The trial mantle 602 can include any appropriate number of the projections 622, and three projections are illustrated merely for exemplary purposes, more can be included, as shown in phantom. Further, the cups 604, 606 can include any appropriate number of the cooperating portion 620 and three are provided merely for exemplary purposes. For example, the acetabular cups 604, 606 can include more of the receiving portion 620 than the trial cement mantle 602 includes the engaging member 622 to allow for a variety of multitude of possible positions of the trial mantle 602 relative to the cup 604, 606.

The trial mantle 602 can include portions that cooperate with the trial liner 200 in a manner substantially similar to those of the protrusio cage 10. For example, the trial mantle 606 can include a positioning bore or engaging hole 630 that can be threaded and can cooperate with a trial screw or receive a portion of the trial screw 212. As illustrated in FIG. 29, the receiving bore 630 can be positioned near an apex or pole region of the trial cement mantle 602. It will be understood, however, that the engaging hole 630 can be positioned in any appropriate location through the trial cement mantle 602. The trial cement mantle 602 can then be positioned relative to the cup 604, 606 in any appropriate manner. The use of the screw 212 is merely exemplary and other connection mechanisms can be used. Optionally, the screw 212, or appropriate holding or locking portion, can engage or pass through the optional apical hole 611 in the cup 604, 606 and the apical hole 28 of the protrusio cage 10, 10′.

As discussed above, the trial liner 200 is fixed relative to a selected portion, such as the protrusio cage 10 or the trial cement mantle 602. The trial liner 200 is fixed in a selected position prior to trialing and allows a second portion of the anatomy, such as a femoral head or proximal femoral prosthesis, to be trialed relative to the trial bearing liner 200. It will be understood that the trialing can also occur with a second trial prosthesis. Nevertheless, the trial liner 200 is fixed in one of a plurality of orientations prior to contact or interaction with the second portion. The fixation can occur with the trial screw 212 positioned through the slot 204 of the trial liner 200.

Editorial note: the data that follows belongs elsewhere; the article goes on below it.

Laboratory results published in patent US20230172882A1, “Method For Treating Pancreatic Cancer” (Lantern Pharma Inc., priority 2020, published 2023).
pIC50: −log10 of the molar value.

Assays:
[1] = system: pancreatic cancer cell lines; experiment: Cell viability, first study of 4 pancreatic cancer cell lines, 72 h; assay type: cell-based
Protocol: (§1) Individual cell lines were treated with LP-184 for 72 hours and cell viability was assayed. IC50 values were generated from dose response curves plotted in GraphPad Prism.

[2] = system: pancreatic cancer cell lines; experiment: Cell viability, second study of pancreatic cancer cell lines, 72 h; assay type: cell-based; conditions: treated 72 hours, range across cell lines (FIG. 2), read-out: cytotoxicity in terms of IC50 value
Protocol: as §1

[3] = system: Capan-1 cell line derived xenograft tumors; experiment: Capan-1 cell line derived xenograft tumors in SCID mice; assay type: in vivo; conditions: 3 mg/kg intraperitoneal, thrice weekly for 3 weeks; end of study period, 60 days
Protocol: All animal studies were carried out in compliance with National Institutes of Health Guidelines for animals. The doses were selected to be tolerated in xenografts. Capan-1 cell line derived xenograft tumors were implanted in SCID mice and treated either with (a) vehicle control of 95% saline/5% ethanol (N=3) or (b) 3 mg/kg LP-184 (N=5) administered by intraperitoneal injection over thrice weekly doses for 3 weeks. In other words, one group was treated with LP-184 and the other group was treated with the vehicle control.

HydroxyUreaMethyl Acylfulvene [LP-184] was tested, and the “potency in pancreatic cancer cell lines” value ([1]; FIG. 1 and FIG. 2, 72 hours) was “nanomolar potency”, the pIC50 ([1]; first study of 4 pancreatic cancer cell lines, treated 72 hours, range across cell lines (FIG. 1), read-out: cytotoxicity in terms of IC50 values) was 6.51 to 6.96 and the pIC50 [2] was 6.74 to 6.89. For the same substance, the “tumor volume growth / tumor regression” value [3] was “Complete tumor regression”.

As noted above, the trial liner 200 is fixed to all movement relative to the anatomy, trial mantle, etc. As discussed above, the screw 212 can be used to hold or compress each of the components together and fix them in a selected orientation. Also, the locking system, such as the locking washer 217, can hold the screw 212 relative to the trial line 200 prior to fixing or positioning the trial liner 200. This can assist a user in positioning the trial liner relative to the trial mantle 606. The trial system or implantable portions can be assembled as illustrated in FIG. 28 or include any selected portions thereof. Moreover, the axes 607 a, 607 b are exemplary of assembly axes if it is selected to position the cup 604, 606 within the protrusio cage 10, 10′.